3. In a sense, that’s right about days, but it’s more complicated. We agree on the rules for classifying days. But having done so, the rules determine whether the world meets the rules, so which day it is. Suppose we decided to change the name we give to Tuesdays to “Wednesday”. That would make the sentence “It’s Wednesday” true as used on Tuesdays. But it wouldn’t make false what I judge now, in judging, on Tuesday, that it’s Tuesday.

      4. The library example looks like a case where truth has little or nothing to do with agreement: the latter would seem to require convincing more than one person to do the relevant counting, or whatever. Why should that be a requirement on truth?

      5. In the original post, I was explicit that “p” is true, independently of the rest of the case. Its truth has nothing to do with being believed (or about belief, as I also made explicit, I think).

  8. Thanks for further clarifications.

    1. I agree on your notes of belief and faith. Coming from a German background I sometimes forget the difference between concepts in one language and in another. We have “belief” and “faith” in English, and “Überzeugung”, “Glaube” and “Zuversicht” in German, which all circle around the same thing and have slightly different meanings. The point is that a statement in one language maybe difficult to translate to the other. German “ich habe Glauben, aber keine Zuversicht” would translate to “I have faith, but I have no faith”, while English “believing needn’t be based on faith” could translate to “Glauben muß nicht auf Glauben basieren”. Interesting.

    2. Thans for making this clear, I think I understand.

    3. Yes, indeed.

    4. The library example has to do with agreement because all those truths must have gotten into those books before they could be read. Question here is, when does a claim become a truth, and is agreement involved here, may it even be agreement only on the way of obtaining the truth from a previously agreed starting point?

    5. You *were* explicit about p being true and not being about persons and beliefs. Just re-read it. I had completely missed this. I must have read “true p” in the sense of “genuine p” or similar. Very embarassing, I’m sorry.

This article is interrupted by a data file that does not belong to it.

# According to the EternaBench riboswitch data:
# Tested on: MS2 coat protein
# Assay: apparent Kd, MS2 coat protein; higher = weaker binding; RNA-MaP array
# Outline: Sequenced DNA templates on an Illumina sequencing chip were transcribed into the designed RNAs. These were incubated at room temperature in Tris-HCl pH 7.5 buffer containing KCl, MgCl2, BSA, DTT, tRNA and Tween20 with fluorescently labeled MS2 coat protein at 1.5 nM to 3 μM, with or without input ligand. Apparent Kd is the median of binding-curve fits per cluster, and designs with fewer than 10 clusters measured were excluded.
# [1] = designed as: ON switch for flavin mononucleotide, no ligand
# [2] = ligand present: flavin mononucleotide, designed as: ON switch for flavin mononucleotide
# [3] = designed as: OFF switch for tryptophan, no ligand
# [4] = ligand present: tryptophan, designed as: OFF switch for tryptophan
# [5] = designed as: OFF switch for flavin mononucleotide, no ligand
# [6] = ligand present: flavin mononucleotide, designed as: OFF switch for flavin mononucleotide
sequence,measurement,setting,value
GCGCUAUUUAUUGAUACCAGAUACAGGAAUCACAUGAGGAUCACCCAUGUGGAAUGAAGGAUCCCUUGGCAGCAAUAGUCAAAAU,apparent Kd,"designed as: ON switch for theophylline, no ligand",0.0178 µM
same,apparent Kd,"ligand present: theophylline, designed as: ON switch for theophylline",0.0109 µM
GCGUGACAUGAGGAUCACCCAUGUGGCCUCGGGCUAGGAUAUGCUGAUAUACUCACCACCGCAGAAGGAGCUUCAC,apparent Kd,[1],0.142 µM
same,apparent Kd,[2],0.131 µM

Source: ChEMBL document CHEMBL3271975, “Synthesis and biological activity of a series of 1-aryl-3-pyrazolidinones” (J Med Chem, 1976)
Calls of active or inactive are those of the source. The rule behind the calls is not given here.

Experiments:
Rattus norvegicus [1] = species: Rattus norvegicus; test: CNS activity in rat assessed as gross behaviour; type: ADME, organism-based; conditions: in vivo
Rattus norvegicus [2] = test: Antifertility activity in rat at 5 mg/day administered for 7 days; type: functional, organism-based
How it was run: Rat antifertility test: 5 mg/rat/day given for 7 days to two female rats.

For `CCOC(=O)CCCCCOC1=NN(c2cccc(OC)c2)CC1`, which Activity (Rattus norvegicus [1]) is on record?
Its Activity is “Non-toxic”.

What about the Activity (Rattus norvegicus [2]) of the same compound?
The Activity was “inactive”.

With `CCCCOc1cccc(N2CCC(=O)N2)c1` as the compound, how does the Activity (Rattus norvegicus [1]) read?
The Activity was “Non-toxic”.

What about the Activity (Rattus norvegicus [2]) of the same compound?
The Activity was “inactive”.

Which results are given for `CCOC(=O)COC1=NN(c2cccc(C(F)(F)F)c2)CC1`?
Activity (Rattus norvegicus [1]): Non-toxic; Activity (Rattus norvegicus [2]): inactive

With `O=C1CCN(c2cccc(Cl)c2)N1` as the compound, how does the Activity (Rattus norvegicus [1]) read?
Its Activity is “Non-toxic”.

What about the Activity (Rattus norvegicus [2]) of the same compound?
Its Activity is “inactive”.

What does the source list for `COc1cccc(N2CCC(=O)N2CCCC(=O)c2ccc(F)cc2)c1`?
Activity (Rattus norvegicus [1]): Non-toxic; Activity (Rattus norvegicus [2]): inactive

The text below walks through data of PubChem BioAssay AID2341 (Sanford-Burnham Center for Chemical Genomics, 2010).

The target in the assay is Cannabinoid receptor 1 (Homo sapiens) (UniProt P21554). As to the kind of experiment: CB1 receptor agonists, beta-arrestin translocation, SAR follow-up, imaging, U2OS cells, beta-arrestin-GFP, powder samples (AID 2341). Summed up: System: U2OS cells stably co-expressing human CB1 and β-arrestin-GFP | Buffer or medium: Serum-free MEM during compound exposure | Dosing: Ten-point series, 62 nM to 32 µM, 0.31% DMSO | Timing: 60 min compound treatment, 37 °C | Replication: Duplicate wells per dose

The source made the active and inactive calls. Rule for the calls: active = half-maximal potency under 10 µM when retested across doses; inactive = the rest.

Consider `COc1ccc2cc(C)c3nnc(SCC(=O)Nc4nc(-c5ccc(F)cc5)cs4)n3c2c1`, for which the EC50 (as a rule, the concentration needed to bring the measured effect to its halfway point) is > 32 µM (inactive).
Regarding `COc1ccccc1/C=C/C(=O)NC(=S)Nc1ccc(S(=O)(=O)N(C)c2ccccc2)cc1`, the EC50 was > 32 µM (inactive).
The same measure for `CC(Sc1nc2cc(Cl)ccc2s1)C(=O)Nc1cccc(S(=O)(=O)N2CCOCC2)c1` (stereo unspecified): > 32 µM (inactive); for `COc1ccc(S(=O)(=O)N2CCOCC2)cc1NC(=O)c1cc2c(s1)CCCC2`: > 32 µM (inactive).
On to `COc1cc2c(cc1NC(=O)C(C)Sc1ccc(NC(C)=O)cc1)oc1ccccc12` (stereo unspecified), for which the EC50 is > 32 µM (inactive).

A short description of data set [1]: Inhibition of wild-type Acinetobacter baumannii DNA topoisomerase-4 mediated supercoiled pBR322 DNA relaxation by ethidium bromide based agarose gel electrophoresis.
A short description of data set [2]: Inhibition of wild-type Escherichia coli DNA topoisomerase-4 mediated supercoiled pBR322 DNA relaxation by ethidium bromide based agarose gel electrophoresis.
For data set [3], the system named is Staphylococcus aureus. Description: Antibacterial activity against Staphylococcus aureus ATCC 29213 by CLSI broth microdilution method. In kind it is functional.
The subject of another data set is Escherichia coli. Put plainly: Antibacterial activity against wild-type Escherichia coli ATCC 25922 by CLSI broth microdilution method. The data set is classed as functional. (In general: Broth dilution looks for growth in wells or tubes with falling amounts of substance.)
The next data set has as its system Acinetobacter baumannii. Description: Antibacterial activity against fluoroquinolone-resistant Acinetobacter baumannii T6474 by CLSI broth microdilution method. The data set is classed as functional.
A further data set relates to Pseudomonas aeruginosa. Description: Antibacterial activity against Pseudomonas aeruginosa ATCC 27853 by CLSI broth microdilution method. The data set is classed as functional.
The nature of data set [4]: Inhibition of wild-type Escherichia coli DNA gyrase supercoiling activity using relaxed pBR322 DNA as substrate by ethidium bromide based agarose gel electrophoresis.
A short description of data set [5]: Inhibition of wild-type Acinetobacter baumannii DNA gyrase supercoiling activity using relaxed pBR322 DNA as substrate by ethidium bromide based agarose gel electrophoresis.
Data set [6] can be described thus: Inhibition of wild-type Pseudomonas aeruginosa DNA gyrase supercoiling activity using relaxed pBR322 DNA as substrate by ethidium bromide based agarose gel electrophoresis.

But I’m still unsure whether I’ve grasped the concept of distinguishing belief from truth. A single person could not tell her beliefs from truths, couldn’t she? Or, more precisely, are believing and knowing independent? Can I believe something without knowing it? Can I know something without believing it?

    Lots of regards, Jacob.

    • Thanks for further comments. I think we’re converging somewhat. Let me say something in reply to a couple of your points.

      4. The truths might not have made it into books had there been no agreement, but that isn’t obvious. Suppose someone discovered some fact–say, in mathematics or chemistry. What they discover is true, whether or not anyone agrees with it, and whether or not he publishes the discovery. Suppose it were something trivial: they count the books in their office and come to know that there are NN books there. Then there’s a fire and they, and all the books, perish, in such a way that no one else will ever know how many books there were. Still, it was true that there were NN books there. Now, suppose that they published the number in an especially dull book, say a diary. No one ever reads the book. Nonetheless, the book reports a truth. Or so it seems to me.

      Your final suggestion includes that a single person can’t tell what they believe apart from truths. I don’t think that’s true. Earlier, I believed that there were seven books strewn across my desk. I know now that I believed that. But I’ve now checked more carefully and realised that there are eight books, so that my earlier belief was false. A further question: can I tell now that my current beliefs are false? Well, not straightforwardly and rationally, since that would involve my believing that p and that it’s false that p, which would seem, at best, irrational. But I can of course change my beliefs in light of evidence, so it’s not as though I’m simply trapped by what I currently believe.

      Your final questions are: (i) can one believe without knowing? and (ii) can one know without believing? The former seems straightforward: I believed that there were seven books on my desk. But I didn’t know there were, since knowing that p requires that p is true. Since p = “there were seven books on my desk” and so false, it wasn’t and isn’t something I could know. As for (ii), the issues are more delicate. Some people think that one can know in cases wherein one’s confidence is too low to count as belief, and other similar cases. Some people think–less plausibly, perhaps–that knowing precludes believing, because for example, one is apt to say, “I don’t believe that p, I know it.” But for present purposes, I don’t need to take a stand on (ii), I think.